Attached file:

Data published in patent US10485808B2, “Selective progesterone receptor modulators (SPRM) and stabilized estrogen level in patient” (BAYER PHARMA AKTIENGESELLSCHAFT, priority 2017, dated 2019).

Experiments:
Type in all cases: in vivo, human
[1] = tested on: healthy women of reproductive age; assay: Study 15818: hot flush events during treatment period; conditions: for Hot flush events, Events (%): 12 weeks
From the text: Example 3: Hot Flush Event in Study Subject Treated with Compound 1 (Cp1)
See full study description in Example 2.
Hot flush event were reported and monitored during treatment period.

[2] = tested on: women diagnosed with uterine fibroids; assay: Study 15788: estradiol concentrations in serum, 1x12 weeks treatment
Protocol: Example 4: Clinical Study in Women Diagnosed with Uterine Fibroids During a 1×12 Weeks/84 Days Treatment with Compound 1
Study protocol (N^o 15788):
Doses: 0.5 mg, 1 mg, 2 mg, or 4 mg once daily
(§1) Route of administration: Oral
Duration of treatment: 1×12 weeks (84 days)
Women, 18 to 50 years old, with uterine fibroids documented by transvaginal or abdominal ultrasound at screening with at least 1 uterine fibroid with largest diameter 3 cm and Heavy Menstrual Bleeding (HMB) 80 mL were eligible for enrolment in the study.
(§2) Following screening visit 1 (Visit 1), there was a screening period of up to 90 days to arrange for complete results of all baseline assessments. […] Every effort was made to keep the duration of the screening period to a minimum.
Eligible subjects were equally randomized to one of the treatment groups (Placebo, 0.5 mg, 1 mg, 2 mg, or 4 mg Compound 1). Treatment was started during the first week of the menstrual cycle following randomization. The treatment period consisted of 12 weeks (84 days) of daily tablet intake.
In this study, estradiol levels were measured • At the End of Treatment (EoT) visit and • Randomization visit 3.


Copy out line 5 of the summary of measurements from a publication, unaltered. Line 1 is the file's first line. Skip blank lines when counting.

From the text: Example 3: Hot Flush Event in Study Subject Treated with Compound 1 (Cp1)